Hamas: Truce won't include Schalit

Abu Marzouk says cease-fire to be announced in 2/3 days, "God willing;" Egypt: Talks "very successful."

Abu Marzouk 224 88 (photo credit: AP [file])
Abu Marzouk 224 88
(photo credit: AP [file])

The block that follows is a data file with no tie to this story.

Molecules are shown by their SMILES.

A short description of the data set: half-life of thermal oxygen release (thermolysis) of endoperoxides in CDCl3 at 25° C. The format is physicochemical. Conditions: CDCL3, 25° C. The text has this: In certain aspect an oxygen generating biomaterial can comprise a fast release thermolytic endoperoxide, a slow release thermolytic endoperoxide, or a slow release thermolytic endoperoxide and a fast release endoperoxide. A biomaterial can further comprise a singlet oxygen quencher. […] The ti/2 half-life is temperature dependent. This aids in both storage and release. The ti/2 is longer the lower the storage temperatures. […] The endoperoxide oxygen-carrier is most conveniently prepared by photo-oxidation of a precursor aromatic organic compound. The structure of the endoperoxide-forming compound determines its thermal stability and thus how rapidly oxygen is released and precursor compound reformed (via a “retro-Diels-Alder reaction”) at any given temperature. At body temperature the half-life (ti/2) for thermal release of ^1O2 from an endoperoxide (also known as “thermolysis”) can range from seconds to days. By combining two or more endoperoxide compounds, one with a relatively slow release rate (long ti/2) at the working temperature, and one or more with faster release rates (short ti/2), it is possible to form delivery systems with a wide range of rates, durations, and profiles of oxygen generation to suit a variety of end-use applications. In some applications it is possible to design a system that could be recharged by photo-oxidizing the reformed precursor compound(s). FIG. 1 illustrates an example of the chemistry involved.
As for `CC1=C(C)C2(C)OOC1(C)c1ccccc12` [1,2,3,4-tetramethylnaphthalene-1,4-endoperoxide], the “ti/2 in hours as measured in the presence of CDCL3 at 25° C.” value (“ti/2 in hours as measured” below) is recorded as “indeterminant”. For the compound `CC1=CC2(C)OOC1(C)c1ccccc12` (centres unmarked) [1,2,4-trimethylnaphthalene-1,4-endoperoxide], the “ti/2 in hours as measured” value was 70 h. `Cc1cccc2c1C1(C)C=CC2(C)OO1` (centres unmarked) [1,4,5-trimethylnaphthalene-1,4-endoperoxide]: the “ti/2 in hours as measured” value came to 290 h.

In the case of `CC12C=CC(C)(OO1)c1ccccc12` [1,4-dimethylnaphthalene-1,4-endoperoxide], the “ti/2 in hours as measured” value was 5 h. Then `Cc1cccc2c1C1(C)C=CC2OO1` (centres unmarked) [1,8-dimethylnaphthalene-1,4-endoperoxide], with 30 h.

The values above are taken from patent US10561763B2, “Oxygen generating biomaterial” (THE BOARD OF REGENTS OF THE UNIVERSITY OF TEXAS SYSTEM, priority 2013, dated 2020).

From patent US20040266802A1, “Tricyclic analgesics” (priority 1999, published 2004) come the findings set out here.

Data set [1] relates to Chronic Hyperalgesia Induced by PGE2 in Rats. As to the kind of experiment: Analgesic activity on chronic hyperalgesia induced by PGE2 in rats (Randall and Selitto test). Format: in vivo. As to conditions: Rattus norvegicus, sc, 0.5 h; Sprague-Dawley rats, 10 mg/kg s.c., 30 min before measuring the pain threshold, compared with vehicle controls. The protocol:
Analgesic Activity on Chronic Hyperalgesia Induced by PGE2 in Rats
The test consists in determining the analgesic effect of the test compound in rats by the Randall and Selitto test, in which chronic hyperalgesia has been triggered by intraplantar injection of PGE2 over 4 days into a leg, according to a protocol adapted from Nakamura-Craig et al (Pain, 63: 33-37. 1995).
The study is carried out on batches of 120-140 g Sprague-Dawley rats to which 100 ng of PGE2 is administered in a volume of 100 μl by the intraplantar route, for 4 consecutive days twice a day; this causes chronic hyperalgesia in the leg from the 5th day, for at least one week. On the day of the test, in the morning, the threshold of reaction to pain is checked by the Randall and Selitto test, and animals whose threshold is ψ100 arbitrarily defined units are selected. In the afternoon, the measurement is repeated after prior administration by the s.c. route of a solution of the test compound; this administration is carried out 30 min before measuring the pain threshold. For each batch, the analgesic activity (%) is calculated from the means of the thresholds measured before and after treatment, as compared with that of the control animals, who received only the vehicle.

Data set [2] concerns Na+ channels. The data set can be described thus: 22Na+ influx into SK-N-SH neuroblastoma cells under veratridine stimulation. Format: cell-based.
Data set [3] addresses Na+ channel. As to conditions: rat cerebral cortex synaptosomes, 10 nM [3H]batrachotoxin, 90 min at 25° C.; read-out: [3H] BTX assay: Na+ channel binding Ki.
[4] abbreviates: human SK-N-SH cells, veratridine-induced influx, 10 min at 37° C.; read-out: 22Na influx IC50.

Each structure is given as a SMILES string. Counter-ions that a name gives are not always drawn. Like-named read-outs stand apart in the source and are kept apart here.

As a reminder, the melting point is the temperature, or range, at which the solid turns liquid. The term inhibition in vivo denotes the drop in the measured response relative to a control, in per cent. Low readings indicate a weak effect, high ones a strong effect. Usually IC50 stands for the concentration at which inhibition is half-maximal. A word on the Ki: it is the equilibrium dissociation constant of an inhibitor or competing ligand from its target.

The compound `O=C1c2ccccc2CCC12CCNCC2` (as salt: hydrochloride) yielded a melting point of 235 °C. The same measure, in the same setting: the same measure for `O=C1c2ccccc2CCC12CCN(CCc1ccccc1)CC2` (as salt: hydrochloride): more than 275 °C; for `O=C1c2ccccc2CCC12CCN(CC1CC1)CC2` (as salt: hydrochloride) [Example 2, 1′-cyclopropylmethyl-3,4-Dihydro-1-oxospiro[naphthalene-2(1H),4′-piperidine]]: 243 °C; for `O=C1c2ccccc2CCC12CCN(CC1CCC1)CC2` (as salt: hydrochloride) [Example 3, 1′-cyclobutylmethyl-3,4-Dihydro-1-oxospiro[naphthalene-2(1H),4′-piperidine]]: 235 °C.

Hamas deputy leader Moussa Abu Marzouk said on Thursday that his organization supports an 18-month truce with Israel, though it would not be linked to a prisoner exchange deal to free kidnapped IDF soldier Gilad Schalit. Reuters quoted Abu Marzouk as saying that the Egypt-mediated truce would be announced in the coming two or three days. "It will be in a short period, God willing… within two days," he said. Abu Marzouk, in Cairo for truce talks with Egyptian intelligence chief Omar Suleiman, told Al-Jazeera that Hamas was waiting for Israel to approve the details of the emerging agreement. Taher Nunu, another member of the Hamas delegation in Egypt, also said the cease-fire would be officially announced within three days. "Most of the obstacles preventing us from consolidating an agreement have already been solved," Nunu said, adding that the agreement would ensure an end to the fighting with Israel and the opening of the crossings into Gaza. Earlier, a senior Egyptian official said "the discussions with Hamas representatives in Cairo were very successful" and an agreement would be signed as early as Thursday night. The delegation also included Hamas "Foreign Minister" Mahmoud Zahar and Gaza legislator Salah Bardawil, an Egyptian official said. Hamas would accept an 18-month truce if Israel stopped its "aggression," i.e. attacks, lifted its blockade and opened the Israeli border crossings with the Gaza Strip, the official said earlier Thursday. Hamas was trying to find out which specific construction and agricultural materials Israel plans to bar from entering the Gaza Strip. Israel is concerned the raw materials will be used to manufacture weapons and bunkers. In addition, Hamas is interested in securing a written agreement with Israel, while Israel wants an oral agreement. The delegation "has decided to stay until the Egyptian side gets answers from the Israelis about all their questions and demands," he said. Hamas also wants to establish a mechanism to observe the implementation of an agreement that would be headed by Egypt and include the participation of other countries, the official said. Hamas officials have told the Arab media they want to ensure that Israel will keep the crossings open throughout the duration of the truce. A senior Hamas official in Gaza said on Thursday that he was optimistic that a cease-fire would be achieved regardless of whether Kadima leader Tzipi Livni or Likud head Binyamin Netanyahu led the next government. "The international community is putting some pressure on both [Israel and Hamas] and the Egyptians are also trying to do their best to make sure that both parties will agree to certain terms of a cease-fire," Ahmed Yousef, Hamas's "deputy foreign minister," told The Jerusalem Post by telephone. "I don't think that the Israelis will challenge the world community when it comes to opening the crossings and rebuilding Gaza," Yousef said. But he also said that he did not think that Livni and Netanyahu "have any vision for peace." "They have an ethnic-cleansing mentality," he said. On Monday, Egyptian President Hosni Mubarak said in Paris that a cease-fire between Israel and Hamas could go into effect next week. Also on Thursday, a Fatah delegation was in Cairo to discuss the proposed truce and Palestinian reconciliation within the framework of the Egyptian cease-fire initiative, Palestinian Authority chief negotiator Saeb Erekat said. The Fatah delegation was expected to be in Cairo for two or three days, he said. Hamas and Fatah officials held "a rare face-to-face meeting" in Cairo on Wednesday evening to pave the way for a Palestinian reconciliation summit to be held in Cairo on February 22, the Palestinian Ma'an news agency reported. Meanwhile, government officials said in Jerusalem on Thursday that efforts to free kidnapped soldier Gilad Schalit and reach a long-term cease-fire with Hamas were continuing, even as the Olmert government entered its last days. One senior official said there was no political vacuum, and that everyone understood that the current government was still in power and continuing to negotiate with the Egyptians. The official would not say when Amos Gilad, the head of the Defense Ministry's Diplomatic-Security Bureau, would return to Cairo to continue talks with the Egyptians and receive a briefing on the negotiations with Abu Marzouk. Israeli officials continued to hold out hope that the Schalit issue could be resolved before Olmert ended his term, something Pensioners Minister Rafi Eitan said on Sunday was a distinct possibility. "Following Operation Cast Lead, the strategic and political situation is now more conducive to getting a deal done, and Israel's assessment is that there is a greater chance now of a deal coming through than in the past," one official said, without elaborating. The conventional wisdom in Jerusalem is that not only would Olmert like to leave office having successfully concluded a deal for Schalit, but that likely new prime minister Netanyahu would benefit from entering office with this issue behind him. Government officials said that any deal on Schalit reached before a new coalition was formed would have to be approved by the outgoing cabinet, and would also surely be done in consultation with the next prime minister. Meanwhile, Schalit's father, Noam, met on Thursday with Quartet envoy Tony Blair, and was reported to have said afterward that the Quartet was an important player in the region, that the transition period between governments presented a "window of opportunity," and that it was not clear what would develop after the government changed hands. Also on Thursday, Israel approved the first exports from the Gaza Strip in more than a year, clearing the transfer of 25,000 flowers for delivery to Europe ahead of Valentine's Day, which falls on Friday. At the request of the Dutch government, the carnations will enter Israel, where they will be flown to Europe, said Maj. Peter Lerner, spokesman for the Coordinator of Government Activities in the Territories. He said it did not mark a change in policy. "It's done on a case-by-case basis and the Dutch government asked us," he said by phone. "I'm sure the Palestinians will ask for more." Overnight Wednesday, the IAF bombed a Hamas outpost in Khan Yunis, in response to continued rocket and mortar fire on southern Israel. The air force confirmed a hit on a terrorist target, the IDF Spokesman's Office said. According to Palestinian sources, IAF helicopters fired two missiles at a Hamas military command center in the southern Gaza town. The sources said the command facility was damaged, but there were no casualties. The attack came after Gazans fired three mortar shells at the Eshkol region on Wednesday afternoon. The rockets hit open areas, causing no damage or casualties. More than 40 rockets, mortar shells and Grad missiles have been fired at the South since the end of Operation Cast Lead. Bloomberg and Jpost.com staff contributed to this report.